If you have no money, we promise to keep the free ad-laden version available for you.

If you have problems making it work, don’t complain to me, I can do nothing, nothing I tell you — but Jason Thibeault has a complaint thread. Go there.

Also, let’s be 100% clear on something: all this service does is block ads. If you’ve been banned, don’t expect to plunk down $3 and get un-banned — you’ll still be able to read an ad-free site, but nothing in the service guarantees you a right to comment.

Scariest story ever

The Discovery Institute is sponsoring an Alaskan cruise with the theme, “Science & Faith: Friends or Foes?”. They have two speakers, Stephen Meyer, long-winded pompous philosopher with a twisted version of science that supports his religious views, and John Lennox, theological bullfrog without a clue. So who’s speaking for the side of science? No one. They have no one qualified to do so at the DI.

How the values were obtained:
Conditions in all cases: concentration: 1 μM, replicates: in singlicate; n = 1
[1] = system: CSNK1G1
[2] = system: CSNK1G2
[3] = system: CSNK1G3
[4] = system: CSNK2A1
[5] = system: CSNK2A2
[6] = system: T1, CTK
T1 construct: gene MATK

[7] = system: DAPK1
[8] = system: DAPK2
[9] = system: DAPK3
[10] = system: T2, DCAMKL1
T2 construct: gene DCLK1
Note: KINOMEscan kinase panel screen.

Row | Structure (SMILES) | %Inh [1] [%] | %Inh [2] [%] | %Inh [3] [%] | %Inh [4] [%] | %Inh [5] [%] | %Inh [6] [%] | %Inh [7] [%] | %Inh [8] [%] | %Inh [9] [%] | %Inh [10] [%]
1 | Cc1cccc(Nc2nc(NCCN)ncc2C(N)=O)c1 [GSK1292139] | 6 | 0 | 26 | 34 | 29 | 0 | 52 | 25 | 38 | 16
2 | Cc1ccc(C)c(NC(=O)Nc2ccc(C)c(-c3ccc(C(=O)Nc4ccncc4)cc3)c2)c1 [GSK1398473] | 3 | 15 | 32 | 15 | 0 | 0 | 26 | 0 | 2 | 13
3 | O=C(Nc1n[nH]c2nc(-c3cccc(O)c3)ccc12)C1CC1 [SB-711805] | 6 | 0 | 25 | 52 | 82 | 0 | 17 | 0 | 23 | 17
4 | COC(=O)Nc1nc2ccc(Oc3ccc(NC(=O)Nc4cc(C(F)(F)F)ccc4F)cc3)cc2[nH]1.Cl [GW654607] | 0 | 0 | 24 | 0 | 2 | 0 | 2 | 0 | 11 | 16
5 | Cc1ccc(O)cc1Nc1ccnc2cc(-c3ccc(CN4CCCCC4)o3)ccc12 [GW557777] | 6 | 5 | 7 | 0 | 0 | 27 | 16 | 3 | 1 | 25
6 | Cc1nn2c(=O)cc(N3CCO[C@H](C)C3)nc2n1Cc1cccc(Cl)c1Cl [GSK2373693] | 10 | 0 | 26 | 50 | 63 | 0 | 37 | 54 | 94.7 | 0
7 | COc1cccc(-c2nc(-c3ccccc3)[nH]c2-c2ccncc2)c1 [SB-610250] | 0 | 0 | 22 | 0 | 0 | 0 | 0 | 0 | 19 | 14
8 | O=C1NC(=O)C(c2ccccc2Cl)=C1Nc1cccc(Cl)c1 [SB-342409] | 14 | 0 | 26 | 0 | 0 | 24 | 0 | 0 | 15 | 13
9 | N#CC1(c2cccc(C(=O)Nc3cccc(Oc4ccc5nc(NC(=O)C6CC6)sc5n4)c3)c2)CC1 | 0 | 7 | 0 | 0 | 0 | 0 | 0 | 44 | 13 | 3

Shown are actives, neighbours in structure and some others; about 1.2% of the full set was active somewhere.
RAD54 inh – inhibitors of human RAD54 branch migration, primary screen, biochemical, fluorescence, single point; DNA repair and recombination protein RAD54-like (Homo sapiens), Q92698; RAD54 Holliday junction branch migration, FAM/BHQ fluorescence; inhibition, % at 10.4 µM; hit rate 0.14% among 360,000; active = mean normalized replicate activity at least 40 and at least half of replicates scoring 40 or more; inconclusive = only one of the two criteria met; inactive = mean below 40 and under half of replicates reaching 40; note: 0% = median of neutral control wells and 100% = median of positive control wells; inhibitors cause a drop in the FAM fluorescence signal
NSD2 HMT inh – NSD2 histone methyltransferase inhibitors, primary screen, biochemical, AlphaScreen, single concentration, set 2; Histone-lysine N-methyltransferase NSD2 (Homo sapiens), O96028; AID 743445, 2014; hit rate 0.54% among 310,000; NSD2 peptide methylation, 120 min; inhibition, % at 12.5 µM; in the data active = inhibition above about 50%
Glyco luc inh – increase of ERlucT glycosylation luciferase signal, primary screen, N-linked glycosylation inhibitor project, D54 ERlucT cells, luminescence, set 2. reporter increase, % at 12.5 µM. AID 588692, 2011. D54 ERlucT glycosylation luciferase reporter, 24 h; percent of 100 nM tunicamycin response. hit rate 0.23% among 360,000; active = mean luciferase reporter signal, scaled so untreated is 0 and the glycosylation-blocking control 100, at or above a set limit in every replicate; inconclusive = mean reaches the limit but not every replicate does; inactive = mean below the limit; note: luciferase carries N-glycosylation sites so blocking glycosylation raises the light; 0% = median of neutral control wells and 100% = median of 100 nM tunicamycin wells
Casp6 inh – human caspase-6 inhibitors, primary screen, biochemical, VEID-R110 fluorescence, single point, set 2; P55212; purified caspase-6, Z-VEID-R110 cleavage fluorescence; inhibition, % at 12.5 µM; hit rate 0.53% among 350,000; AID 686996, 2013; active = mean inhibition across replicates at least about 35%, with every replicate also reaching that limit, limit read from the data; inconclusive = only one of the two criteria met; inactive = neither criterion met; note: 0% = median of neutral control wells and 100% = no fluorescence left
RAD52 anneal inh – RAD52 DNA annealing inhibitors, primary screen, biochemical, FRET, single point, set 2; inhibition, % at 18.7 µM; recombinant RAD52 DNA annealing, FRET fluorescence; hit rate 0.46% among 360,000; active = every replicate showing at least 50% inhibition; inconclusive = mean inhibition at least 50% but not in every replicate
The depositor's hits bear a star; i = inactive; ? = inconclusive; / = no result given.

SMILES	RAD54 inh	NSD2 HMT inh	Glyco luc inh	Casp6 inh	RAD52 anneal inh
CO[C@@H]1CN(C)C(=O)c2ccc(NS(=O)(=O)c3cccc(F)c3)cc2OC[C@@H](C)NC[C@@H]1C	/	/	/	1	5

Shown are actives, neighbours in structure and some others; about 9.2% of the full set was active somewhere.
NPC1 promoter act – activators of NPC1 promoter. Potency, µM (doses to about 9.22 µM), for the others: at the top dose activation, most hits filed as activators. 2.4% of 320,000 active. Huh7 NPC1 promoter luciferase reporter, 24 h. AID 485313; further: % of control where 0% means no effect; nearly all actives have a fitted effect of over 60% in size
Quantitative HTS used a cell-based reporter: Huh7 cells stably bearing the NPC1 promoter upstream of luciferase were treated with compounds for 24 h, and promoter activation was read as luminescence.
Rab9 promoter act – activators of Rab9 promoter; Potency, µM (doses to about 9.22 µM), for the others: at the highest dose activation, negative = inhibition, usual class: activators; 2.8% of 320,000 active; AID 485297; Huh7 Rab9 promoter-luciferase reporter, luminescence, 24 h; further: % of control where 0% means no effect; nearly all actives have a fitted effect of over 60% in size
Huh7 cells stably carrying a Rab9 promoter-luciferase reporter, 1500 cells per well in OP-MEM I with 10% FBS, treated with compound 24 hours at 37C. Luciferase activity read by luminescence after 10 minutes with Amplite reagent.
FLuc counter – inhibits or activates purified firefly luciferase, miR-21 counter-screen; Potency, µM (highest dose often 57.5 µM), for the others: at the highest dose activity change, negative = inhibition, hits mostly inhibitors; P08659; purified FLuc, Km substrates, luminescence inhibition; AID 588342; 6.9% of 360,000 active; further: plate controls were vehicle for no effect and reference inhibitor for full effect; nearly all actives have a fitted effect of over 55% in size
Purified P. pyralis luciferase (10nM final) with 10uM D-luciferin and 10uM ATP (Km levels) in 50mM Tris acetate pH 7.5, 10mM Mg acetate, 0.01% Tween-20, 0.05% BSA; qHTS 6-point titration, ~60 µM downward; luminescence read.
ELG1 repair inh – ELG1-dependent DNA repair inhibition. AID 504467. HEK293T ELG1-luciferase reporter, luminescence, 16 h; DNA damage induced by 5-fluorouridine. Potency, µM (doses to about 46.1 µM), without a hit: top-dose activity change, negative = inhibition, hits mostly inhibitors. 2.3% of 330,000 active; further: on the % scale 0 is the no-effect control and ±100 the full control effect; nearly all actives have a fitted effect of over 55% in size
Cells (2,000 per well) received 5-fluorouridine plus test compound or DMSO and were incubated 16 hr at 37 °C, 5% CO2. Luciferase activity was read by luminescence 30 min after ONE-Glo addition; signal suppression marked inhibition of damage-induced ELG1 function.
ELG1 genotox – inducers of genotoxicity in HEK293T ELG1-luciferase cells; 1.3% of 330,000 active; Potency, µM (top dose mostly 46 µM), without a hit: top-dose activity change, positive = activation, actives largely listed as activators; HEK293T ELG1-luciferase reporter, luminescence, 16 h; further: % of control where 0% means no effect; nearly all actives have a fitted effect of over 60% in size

But imagine being trapped on a boat with those two pretentious airheads for a week. <shudder>

Halloween is for scary stories

Salon has a small collection of tiny horror stories for Halloween. The only rule is that they can only be two sentences long: so you can go for Hemingwayesque brevity or a Joycean ramble, but you’re only allotted two periods.

So I wrote one. They’re easy!


We had lost electricity, gas, and supplies months ago, so no sound disturbed the gentle hiss as the flakes fell, no movement marred the scene, and our houses in this sleepy little town all looked like picturesque Kinkade cottages pillowed with untrammeled snow, except that there was no curl of smoke from our chimneys, nor any ruddy glow behind the windows. Behind those dark windows rimed with ice, we all stared admiringly with hollow eyes in gaunt faces at our neighbors’ lovely homes, and with cold-numbed fingers we loaded shotguns and sharpened axes, and we thought simple, homely thoughts of wood, and fire, and warmth, and…barbecue.